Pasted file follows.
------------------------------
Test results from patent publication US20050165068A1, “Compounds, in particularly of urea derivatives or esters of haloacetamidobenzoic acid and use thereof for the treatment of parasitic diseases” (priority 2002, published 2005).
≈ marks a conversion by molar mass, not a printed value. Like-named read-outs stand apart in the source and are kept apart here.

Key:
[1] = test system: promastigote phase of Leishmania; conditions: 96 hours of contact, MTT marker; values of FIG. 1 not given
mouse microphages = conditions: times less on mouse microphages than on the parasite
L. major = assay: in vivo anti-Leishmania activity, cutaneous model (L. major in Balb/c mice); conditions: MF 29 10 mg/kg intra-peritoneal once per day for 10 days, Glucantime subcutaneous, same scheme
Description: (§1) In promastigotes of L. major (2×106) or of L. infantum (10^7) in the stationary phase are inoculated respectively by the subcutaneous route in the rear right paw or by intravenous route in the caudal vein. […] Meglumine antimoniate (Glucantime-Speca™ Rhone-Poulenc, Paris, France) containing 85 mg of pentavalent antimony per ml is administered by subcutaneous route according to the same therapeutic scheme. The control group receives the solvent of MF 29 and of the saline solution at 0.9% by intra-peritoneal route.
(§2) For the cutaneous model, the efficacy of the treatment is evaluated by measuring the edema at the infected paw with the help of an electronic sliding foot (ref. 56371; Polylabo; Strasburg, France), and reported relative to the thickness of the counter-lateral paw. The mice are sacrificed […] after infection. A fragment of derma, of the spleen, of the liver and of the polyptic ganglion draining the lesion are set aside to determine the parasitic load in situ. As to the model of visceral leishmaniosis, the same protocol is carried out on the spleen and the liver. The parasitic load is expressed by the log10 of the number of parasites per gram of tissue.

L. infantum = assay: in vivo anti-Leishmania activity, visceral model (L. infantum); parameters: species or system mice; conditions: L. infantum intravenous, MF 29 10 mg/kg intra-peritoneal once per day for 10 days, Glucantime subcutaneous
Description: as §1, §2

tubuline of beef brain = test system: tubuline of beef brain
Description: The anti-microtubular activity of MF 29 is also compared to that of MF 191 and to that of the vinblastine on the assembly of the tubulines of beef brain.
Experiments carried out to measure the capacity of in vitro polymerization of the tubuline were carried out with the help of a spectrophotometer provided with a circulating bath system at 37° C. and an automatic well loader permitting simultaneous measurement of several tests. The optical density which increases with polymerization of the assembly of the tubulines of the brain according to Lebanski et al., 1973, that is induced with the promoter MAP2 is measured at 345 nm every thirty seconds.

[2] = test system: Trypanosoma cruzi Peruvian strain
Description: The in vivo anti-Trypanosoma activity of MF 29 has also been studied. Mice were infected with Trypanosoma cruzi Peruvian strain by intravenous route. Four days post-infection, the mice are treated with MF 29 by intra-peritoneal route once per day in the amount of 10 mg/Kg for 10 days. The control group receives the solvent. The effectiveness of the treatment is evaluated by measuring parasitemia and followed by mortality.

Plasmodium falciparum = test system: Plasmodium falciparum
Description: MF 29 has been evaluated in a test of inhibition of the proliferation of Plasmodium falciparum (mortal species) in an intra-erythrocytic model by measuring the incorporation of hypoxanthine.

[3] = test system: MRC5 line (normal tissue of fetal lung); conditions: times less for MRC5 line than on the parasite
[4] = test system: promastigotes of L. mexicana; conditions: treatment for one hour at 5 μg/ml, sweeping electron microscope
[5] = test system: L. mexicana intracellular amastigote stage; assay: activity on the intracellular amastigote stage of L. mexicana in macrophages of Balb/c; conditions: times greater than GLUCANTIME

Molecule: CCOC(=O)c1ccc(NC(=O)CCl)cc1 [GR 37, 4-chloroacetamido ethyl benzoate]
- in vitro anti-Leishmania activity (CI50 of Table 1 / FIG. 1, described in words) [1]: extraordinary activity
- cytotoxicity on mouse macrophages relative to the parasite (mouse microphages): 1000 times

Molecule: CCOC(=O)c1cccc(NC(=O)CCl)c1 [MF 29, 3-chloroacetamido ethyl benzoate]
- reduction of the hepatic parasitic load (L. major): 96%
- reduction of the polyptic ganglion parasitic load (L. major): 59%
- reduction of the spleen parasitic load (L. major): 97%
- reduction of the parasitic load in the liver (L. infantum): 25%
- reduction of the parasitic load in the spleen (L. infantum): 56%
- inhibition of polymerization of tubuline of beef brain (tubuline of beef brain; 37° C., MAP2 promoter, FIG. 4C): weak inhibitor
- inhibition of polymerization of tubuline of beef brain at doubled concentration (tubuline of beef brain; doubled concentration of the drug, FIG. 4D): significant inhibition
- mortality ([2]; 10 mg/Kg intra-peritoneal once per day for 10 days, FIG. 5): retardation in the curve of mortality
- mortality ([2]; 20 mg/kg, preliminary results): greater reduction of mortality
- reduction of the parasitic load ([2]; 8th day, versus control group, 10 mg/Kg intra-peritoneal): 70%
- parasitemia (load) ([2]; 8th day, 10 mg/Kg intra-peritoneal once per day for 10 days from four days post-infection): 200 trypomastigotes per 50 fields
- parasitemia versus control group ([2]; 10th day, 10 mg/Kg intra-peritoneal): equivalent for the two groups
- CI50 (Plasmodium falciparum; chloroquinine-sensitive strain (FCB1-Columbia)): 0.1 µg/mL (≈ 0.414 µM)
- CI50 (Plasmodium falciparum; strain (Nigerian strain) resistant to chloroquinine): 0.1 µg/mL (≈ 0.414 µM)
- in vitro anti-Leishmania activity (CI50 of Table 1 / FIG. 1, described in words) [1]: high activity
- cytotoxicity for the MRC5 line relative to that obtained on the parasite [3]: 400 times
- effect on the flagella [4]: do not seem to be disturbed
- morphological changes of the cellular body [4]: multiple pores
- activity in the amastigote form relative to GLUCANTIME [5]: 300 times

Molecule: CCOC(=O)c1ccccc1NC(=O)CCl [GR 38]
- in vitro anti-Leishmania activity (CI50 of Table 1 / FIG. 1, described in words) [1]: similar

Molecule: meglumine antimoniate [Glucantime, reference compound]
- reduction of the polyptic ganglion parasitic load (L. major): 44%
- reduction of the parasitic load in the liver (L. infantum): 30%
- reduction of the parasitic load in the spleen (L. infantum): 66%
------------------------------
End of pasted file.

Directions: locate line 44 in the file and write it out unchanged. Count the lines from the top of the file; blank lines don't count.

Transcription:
Molecule: CCOC(=O)c1ccccc1NC(=O)CCl [GR 38]